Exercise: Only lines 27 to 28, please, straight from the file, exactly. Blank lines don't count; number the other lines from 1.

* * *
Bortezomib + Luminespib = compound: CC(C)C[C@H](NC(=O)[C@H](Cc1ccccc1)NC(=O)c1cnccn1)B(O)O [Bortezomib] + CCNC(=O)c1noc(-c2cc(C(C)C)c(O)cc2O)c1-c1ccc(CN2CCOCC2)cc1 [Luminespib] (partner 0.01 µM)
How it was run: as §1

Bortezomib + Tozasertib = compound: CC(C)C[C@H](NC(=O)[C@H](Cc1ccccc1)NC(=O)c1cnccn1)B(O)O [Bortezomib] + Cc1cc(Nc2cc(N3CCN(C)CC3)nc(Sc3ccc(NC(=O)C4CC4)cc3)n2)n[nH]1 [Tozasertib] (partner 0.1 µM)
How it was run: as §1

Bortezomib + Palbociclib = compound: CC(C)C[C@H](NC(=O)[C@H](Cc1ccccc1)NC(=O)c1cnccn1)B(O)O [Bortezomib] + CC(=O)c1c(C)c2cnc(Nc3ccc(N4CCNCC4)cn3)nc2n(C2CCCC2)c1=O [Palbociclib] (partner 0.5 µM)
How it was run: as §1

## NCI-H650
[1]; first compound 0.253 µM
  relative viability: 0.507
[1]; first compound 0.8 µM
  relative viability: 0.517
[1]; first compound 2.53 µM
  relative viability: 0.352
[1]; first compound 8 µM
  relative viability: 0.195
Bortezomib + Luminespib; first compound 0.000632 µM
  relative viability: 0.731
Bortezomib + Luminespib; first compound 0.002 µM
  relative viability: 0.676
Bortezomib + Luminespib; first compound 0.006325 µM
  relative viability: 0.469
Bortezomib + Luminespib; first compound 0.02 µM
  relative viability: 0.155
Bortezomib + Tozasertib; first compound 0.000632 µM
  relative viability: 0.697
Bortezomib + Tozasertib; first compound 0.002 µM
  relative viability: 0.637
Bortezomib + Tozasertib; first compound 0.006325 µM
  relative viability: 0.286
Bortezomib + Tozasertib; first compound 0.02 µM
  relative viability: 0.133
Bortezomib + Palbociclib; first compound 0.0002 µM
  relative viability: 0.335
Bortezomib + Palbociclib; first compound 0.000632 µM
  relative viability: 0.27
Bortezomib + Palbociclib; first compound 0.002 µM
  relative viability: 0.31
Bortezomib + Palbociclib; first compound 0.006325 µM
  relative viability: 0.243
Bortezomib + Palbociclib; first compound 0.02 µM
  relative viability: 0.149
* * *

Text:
  relative viability: 0.637
Bortezomib + Tozasertib; first compound 0.006325 µM